Nice idea, but I doubt the obfu folks would take too kindly to it. Plus, I've never seen a syntax highlighter that gets everything right (though that wouldn't necessarily be all bad).

    Maybe an opt-out feature?

    <code notidy nocolor> print "hello, PM!"; </code>

    or something similar

    $,=' ';$\=',';$_=[qw,Just another Perl hacker,];print@$_;
Re: Improvement of < code > sections
by ELISHEVA (Prior) on Aug 30, 2009 at 13:09 UTC

    As far as indenting is concerned, I agree with GrandFather. I also use indenting style (or lack thereof) to get a read on where people are. Experienced coders will go to great lengths to line up their code because it makes a huge difference in their ability to detect bugs and understand program flow. I tend to read confused or missing indenting generally to mean that someone either (a) still doesn't fully understand flow of control concepts or (b) doesn't grasp how important they are to understanding code. I will assume the need to spell out concepts rather than hint at them. I might take the time to be extra encouraging.

    However, I do like syntax highlighting and am frankly very puzzled by the strong antipathy to it. Of course, it isn't perfect, but then again neither are my eyes. All the same, I find I am more likely to miss mistakes when I read code without highlighting than I am with highlighting - and that is even accounting for the odd parser mistake here and there. I use Xemacs Perl syntax highlighting all the time despite its bugs.

    I don't like the idea of forcing highlighting on people, but I do think that the average reader of code is likely to benefit if we provided syntax highlighting by default. Even if the syntax highlighting did little more than mark keywords and literals, there would be a net gain. Of course, it goes without saying that any addition of syntax highlighting would have to be accompanied by a very easy way for syntax highlighting haters to turn it off.

    If we did have syntax highlighting, I would also like to see an attribute on the code tag that allowed an author to turn highlighting off on a case by case basis. We also surround error messages and program output with code tags. These would not look right at all if they were color coded as if they were Perl code. Color coding would also be counter-productive to certain kinds of code, like obfu. And I also feel an OP should have the editorial freedom to reject color coding on his or her own posts as a matter of course if they dislike it strongly enough.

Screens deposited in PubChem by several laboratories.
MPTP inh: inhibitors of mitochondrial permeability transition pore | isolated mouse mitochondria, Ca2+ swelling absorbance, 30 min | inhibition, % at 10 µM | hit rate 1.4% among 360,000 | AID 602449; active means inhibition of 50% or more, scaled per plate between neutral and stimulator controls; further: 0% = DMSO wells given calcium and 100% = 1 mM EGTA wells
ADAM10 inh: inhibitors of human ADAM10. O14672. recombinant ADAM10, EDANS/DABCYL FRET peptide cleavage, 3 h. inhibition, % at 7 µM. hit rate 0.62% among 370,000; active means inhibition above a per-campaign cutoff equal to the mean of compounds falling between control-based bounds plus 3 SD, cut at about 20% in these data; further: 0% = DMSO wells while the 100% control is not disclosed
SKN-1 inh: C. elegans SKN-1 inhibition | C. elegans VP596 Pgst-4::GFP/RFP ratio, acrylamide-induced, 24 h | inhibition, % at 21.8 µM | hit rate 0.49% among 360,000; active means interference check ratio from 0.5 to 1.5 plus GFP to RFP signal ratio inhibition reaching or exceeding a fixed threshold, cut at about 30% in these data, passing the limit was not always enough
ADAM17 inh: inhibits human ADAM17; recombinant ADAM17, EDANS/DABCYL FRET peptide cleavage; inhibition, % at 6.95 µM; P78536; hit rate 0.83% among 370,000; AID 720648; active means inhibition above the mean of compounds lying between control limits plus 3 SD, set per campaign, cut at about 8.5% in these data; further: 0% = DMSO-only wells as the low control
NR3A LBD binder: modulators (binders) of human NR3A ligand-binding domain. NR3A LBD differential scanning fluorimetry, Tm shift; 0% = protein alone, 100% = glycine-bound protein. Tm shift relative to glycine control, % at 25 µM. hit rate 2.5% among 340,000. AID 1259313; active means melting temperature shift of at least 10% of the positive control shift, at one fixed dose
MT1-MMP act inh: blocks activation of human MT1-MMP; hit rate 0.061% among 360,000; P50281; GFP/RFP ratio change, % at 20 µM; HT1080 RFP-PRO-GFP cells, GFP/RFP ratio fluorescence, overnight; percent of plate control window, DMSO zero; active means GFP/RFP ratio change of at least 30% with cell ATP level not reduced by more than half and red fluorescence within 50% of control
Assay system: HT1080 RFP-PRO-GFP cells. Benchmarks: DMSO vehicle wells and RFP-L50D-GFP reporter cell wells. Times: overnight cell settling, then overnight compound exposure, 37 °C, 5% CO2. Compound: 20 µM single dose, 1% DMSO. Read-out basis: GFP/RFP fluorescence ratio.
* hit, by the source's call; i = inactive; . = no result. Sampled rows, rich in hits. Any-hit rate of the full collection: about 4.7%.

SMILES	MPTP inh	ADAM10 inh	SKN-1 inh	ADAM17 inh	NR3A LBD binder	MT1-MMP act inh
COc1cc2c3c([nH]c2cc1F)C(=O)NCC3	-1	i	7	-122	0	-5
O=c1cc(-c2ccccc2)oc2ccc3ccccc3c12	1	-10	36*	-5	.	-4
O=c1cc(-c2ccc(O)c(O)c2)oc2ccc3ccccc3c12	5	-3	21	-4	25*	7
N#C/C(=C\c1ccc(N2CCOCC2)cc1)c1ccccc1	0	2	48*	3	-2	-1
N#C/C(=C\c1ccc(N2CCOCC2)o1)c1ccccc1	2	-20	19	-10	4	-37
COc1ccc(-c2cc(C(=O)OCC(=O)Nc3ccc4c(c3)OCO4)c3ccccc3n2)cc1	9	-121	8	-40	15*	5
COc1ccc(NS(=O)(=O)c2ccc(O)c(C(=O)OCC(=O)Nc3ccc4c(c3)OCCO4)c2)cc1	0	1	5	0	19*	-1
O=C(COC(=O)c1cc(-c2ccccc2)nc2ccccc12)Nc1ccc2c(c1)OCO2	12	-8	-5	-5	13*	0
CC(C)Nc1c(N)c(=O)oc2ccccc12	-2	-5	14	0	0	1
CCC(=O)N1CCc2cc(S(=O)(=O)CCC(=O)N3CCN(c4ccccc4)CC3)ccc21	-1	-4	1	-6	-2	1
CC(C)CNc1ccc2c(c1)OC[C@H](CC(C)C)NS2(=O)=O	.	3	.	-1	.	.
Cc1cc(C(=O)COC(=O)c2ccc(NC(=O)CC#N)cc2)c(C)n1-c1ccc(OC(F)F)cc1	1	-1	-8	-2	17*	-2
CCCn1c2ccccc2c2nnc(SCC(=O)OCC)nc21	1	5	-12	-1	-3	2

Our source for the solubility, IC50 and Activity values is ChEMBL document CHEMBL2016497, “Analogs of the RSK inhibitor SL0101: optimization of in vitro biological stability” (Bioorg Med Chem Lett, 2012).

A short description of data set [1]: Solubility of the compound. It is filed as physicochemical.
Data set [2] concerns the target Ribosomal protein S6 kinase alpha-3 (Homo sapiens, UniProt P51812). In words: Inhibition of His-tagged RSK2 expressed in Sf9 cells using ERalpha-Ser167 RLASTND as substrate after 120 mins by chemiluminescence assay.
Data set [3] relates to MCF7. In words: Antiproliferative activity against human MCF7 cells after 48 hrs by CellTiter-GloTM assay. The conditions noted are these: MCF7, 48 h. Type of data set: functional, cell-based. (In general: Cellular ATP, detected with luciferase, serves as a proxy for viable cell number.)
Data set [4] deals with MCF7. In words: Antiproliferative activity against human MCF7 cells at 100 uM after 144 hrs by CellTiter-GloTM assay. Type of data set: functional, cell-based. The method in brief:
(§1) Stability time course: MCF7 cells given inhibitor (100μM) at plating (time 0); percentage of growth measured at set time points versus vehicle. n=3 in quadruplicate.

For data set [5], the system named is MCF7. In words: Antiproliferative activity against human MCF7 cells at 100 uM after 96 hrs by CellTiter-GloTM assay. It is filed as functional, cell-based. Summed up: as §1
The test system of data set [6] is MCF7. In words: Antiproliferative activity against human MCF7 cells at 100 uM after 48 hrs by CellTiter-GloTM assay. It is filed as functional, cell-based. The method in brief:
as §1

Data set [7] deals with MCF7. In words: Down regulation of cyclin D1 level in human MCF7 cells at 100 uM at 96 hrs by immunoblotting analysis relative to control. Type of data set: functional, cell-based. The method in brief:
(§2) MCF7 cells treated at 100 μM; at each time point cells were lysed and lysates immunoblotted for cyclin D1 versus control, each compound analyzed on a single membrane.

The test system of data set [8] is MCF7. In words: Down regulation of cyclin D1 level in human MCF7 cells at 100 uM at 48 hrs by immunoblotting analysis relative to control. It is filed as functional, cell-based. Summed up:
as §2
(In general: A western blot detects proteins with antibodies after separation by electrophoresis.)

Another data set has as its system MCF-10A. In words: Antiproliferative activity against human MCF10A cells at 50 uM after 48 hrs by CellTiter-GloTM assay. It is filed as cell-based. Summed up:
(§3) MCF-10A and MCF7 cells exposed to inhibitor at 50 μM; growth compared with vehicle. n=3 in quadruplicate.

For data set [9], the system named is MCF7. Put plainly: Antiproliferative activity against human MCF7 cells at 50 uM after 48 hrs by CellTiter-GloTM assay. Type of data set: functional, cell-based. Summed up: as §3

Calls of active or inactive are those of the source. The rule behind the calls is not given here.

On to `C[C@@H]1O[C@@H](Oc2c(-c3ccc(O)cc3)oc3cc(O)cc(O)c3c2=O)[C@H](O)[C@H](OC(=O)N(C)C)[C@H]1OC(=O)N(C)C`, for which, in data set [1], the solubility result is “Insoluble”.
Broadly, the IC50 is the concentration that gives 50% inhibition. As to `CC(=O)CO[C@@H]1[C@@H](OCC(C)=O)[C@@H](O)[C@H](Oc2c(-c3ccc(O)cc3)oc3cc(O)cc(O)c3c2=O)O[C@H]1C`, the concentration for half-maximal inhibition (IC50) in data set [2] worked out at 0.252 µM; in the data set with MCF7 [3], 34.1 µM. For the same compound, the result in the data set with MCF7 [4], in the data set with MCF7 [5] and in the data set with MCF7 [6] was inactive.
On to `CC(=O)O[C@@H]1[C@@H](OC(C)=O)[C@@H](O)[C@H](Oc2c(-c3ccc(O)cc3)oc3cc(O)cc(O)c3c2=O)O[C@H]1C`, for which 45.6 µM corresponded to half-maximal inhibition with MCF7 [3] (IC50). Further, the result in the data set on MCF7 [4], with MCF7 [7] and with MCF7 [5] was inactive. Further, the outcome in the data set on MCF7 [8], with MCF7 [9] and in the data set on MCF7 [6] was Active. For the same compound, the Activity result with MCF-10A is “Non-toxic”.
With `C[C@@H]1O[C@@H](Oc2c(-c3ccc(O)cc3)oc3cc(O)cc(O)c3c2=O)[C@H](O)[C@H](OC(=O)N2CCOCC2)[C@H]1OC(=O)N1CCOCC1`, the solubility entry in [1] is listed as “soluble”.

On a technical level, adding syntax highlighting would represent a major change to PerlMonks. We would have to change the way we rendered the web pages in several different places, add additional user settings, add a user interface to turn it on and off, and so on. Any such change would take some serious commitment from the gods because no code can be added or patched without their having the time to review a complex list of interconnected changes and approve them.

    Best, beth

Re: Improvement of < code > sections
by LanX (Cardinal) on Aug 28, 2009 at 21:23 UTC
    I think reintendation can only be implemented as a voluntary option for the author, and not as an automated action, which questions the benefit you're expecting...

    Cheers Rolf

    UPDATE: And don't forget, <c> tags are already used for many things perltidy can't handle!!! (e.g. to display uninterpretated tags like <c> ;-) So we would need a new tag like <perl> to do this.

    UPDATE2: There are at least ten older threads about this topic...

      yes , your suggestion is similar to what bv said , that of having an opt-out tag for doing this. I agree that PM should be flexible regarding what will be formatted/indented/syntax highlighted or not.
Re: Improvement of < code > sections
by ww (Archbishop) on Aug 28, 2009 at 21:24 UTC
    We'd certainly be pleased to have you offer code to do so to PmDev for review and possible adoption.
      if granted permission I will write code for PmDev(until now I haven't been able to do this).
Re: Improvement of < code > sections
by Anonymous Monk on Aug 28, 2009 at 21:24 UTC